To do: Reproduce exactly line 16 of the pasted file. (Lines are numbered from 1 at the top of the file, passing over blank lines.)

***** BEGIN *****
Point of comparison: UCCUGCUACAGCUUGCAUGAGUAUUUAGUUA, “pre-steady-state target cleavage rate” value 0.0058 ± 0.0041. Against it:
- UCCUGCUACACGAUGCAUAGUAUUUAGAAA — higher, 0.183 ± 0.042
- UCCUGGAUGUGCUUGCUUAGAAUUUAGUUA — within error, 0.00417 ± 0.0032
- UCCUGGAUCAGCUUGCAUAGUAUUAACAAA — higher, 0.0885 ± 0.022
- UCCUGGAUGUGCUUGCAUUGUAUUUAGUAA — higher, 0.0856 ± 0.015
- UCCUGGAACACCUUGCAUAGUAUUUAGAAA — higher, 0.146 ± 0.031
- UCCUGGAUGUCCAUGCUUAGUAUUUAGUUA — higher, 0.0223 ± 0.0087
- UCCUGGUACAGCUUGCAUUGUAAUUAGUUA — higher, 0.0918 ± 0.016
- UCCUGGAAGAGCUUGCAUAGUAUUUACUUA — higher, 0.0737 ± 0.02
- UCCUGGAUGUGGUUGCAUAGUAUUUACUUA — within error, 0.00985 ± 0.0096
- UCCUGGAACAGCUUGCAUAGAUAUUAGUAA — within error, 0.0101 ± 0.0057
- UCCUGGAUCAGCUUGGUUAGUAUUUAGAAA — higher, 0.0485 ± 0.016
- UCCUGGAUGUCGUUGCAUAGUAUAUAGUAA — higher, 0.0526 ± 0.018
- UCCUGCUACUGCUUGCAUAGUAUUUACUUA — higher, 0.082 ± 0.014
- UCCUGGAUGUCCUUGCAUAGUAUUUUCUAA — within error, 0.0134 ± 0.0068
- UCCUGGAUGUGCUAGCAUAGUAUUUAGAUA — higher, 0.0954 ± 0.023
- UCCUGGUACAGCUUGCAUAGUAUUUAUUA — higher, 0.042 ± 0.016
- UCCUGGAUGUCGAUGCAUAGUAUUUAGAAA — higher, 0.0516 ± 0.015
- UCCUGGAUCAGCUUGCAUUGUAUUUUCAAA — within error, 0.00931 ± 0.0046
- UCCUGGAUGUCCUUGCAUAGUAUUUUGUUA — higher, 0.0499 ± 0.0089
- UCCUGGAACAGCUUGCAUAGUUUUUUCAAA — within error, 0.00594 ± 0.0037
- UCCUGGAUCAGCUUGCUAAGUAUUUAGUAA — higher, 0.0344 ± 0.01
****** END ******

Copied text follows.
- UCCUGGAUGUGCUAGCAUAGUAUUUAGAUA — higher, 0.0954 ± 0.023